I ultimately played most of the game in 1080p though and found that both 1080p and the 1440p option ran fantastic on my NVidia RTX 2070 with full 60 fps with all the settings on max. There was a little bit of frame rate slowdown in the major cities but nothing major.

Gujian 3 Gameplay Screenshot

The Gameplay

Gujian 3 is an action RPG and I should probably note here that it was originally designed for keyboard and mouse controls although there is controller support now. I played with a controller so I’ll be describing how that works.

As you run throughout the world you’ll encounter enemies which you can see on the map. Running into them will trigger a battle, your characters all pull out their weapons and you fight in real time on the same map. No separate battle screens or anything like that.

You have two face buttons for light and strong attacks and depending on the order you press those you can chain together combos.

As you use strong and light attacks you build up a meter to level 1, 2 and then 3. You can assign 4 skills to the face buttons and use them when you hold a trigger and then one of the 4 face buttons. Some skills only require that meter to be at level 1 while some require it to be 2 or 3.

So the basic attack pattern is to hit away with weak faster attacks or strong slower attacks, build up that meter and then use the skills as soon as they’re available.

I’d almost compare it to the system in the FFVII remake where you use regular attacks to build the ATB gauge and then use a skill when it maxes out.

You also have a dodge button to avoid attacks that you’ll be using a lot and a guard/parry button. If you press that at the right time you’ll parry an enemy’s attack and counter attack them. If you hold it down you’ll activate a shield that reduces damage.

Both the shield and the dodge depletes your stamina meter which replenishes when you’re not doing either of those things.

Attacking doesn’t deplete the stamina meter though which is nice.

You have other party members as well and they’re all A.I. controlled although you can use team skills and customize them a bit. I never had any issues with them being stupid or anything. They were always quite helpful.

When you’re not fighting you’re exploring the beautiful world, interacting with NPCs in towns, gathering items from gather points, etc. All standard sort of RPG stuff.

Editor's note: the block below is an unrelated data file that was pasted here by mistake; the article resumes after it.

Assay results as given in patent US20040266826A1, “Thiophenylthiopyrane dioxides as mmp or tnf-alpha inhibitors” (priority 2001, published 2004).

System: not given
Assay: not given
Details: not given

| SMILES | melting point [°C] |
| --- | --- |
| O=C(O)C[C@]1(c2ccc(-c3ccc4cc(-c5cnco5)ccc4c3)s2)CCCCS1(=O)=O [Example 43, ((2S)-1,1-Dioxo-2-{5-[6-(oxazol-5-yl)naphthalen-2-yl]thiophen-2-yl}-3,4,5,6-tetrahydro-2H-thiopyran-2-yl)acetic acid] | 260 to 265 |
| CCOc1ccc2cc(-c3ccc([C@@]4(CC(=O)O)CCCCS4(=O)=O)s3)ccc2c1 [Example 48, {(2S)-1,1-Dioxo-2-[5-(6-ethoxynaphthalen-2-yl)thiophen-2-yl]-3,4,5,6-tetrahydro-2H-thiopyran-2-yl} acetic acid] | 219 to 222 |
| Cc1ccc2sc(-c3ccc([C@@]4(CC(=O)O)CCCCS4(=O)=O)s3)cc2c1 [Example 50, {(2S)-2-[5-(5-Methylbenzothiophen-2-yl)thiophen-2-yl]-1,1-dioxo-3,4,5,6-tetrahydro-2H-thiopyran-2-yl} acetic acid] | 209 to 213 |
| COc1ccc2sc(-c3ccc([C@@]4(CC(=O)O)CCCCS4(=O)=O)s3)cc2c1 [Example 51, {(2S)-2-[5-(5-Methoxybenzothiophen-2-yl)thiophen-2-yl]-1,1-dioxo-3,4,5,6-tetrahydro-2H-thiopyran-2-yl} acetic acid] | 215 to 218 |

You have a button to press that sends out a wave and highlights everything nearby that you can pick up which is nice. There are some chests but a lot of items you can pick up aren’t super obvious without that.

Gujian 3 Desert Night Screenshot

Sound and Music

The game has excellent sound effects and an amazing soundtrack full of traditional Chinese music. I was really impressed with the soundtrack and highly recommend checking it out.

It’s also available to buy on steam.

You can listen to some samples of the soundtrack below (those videos also do a nice job highlighting some of the environments):

All of the cutscenes are completely voiced including a lot of NPC dialog. Everything is only voiced in Mandarin though which is cool because I’ve never played a game in Mandarin before but just be aware that there’s no English voice option.

Everything in the game is completely translated and subtitled in English though so don’t worry about that.

Gujian 3 Amber Reach Screenshot

Sidequests and Minigames

There are a ton of sidequests you can pick up throughout the game as well. Each area has a quest board where quests get posted and talking to NPCs will unlock quests as well.

Your map highlights where quests are available quite nicely too.

Most of the side quests are basically bring this person X items or go out and fight a specific monster. A few of them are a bit more detailed but there’s nothing on the same level as say the Witcher 3 here.

They’re basically just an extra way to earn experience, coins and items.

There’s a lot of mini games and side activities as well. A surprising amount actually and they’re all really fleshed out.

First of all there’s a fishing minigame where you can catch fish in a variety of different locations through the world. I’ve actually put together a pretty detailed guide to the fishing here.

Gujian 3 Desert Screenshot

Then there’s a whole card game where you can challenge different NPCs and win rare cards.

This game is a bit weird but I still really enjoyed it despite not really knowing how to make the combos.

Basically you all share the same sort of deck. You have a hand of cards and a bunch of cards in the middle that you and your opponent can select from.

The cards themselves are all people or objects from past Gujian games, I think. They’re divided into 4 seasons.

On your turn you select a card from your hand match it to one of the same season in the middle. Both those cards go into a pile on your side and you get points. Where it gets interesting though is each card combos with one or more other cards and if you already have those cards in your pile you’ll get combos and more points.